It has been over two years since Prime Minister Justin Trudeau issued mandates to a handful of cabinet ministers to review, modernize and strengthen four important environmental laws. Following related campaign promises, the idea was that these changes to the Fisheries Act, Canadian Environmental Assessment Act, 2012, Navigation Protection Act and National Energy Board Act would undo serious rollbacks made to those laws by the previous government in 2012 and introduce new, modern safeguards to protect nature and communities.
Two years later, what has happened with those commitments? West Coast Environmental Law Association has been deeply involved in the environmental law reviews since the beginning, and is here to share the status of the reviews.
Progress to date
In 2016, the government initiated a separate review for each environmental law. The Navigation Protection Act and Fisheries Act were sent to Parliamentary Committees for review, while expert panels were appointed to review federal environmental assessment processes and the National Energy Board. A detailed analysis of the outcomes of those reviews is too great an undertaking for this blog, but we have written about them separately.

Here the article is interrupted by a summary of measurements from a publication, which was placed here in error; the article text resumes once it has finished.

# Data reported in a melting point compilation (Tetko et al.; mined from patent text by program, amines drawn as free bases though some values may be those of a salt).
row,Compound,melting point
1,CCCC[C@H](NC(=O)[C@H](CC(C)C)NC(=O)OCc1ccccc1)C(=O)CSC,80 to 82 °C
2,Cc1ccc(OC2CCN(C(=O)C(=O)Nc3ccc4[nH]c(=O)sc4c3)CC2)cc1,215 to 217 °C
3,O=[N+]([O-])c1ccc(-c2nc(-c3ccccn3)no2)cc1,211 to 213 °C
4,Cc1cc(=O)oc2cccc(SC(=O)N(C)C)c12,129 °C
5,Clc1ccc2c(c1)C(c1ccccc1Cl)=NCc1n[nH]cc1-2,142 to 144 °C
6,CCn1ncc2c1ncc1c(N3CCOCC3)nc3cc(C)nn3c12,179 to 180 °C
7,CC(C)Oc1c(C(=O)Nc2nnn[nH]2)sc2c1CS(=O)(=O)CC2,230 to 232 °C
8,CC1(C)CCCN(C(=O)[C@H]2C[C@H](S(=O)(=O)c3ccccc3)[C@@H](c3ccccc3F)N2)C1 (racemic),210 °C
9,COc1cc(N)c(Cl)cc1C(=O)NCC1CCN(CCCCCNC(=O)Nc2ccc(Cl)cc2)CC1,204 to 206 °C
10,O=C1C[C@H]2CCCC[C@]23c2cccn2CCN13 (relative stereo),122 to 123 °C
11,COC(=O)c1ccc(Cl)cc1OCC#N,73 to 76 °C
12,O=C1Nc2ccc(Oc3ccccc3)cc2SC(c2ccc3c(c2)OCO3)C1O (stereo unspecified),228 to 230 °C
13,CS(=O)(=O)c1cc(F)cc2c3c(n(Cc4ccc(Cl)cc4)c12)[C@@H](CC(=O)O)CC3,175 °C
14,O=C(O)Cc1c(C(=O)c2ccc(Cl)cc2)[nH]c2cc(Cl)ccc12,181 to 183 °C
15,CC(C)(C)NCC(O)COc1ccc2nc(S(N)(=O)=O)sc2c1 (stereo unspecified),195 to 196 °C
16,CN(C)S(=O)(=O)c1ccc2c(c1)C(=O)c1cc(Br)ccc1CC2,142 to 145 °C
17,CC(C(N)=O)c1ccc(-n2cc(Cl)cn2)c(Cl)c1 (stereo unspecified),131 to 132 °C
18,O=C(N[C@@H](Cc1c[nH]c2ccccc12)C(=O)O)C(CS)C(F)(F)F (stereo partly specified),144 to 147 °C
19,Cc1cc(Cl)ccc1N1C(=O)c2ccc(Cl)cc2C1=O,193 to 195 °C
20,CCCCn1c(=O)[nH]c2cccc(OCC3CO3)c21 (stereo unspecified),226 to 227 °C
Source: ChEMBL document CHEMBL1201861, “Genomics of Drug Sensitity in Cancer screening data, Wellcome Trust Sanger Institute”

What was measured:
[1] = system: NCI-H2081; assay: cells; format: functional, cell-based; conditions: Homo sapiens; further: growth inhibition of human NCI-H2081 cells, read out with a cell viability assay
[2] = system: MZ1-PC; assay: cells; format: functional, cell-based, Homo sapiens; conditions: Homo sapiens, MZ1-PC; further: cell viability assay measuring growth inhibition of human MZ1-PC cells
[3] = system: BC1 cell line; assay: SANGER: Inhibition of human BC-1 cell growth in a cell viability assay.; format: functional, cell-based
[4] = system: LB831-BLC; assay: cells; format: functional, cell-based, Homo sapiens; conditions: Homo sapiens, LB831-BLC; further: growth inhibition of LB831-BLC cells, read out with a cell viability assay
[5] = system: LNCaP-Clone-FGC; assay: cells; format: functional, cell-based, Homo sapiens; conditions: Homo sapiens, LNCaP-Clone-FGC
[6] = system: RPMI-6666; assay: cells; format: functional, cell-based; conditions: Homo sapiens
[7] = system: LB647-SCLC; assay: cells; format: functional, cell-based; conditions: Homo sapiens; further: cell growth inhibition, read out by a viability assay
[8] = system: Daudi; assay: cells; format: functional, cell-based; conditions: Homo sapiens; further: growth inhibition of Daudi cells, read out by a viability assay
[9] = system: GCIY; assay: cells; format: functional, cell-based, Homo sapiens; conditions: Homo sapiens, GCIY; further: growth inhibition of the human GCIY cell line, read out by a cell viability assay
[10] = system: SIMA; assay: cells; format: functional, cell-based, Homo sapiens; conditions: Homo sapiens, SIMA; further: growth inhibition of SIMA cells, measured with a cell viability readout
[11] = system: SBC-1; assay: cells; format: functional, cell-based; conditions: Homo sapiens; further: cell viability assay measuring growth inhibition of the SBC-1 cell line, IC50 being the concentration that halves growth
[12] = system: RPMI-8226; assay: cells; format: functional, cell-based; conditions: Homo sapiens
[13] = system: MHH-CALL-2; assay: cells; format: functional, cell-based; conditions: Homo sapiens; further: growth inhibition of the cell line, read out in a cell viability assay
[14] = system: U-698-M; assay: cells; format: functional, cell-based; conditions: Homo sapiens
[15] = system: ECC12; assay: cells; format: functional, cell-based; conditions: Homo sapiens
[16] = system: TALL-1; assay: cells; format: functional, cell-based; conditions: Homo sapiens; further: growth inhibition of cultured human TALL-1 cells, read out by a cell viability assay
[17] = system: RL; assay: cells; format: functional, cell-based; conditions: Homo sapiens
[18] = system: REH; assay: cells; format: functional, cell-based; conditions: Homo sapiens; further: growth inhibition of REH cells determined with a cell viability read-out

In a nutshell, the results were mixed. The expert panel report on federal EA processes and Standing Committee report on modernizing the Fisheries Act broadly reflected West Coast’s recommendations, while the Committee recommendations for the Navigation Protection Act fall far short of the commitment to restore lost protections to Canada’s waterways, and the expert panel report on modernizing the National Energy Board contains some concerning elements.
But as these reports were simply recommendations, the real question is: What will the government ultimately do with those recommendations in enacting changes to its environmental laws?
Last June, we got a hint of where the government was heading in the Environmental and Regulatory Reviews Discussion Paper it released, which sets out some high-level proposals for each law. In a report card we issued following its release, we gave the Discussion Paper a C- overall, with environmental assessment receiving a D, National Energy Board modernization scoring somewhat higher with a B-, Fisheries Act reforms receiving a B, and the Navigation Protection Act section receiving a failing grade.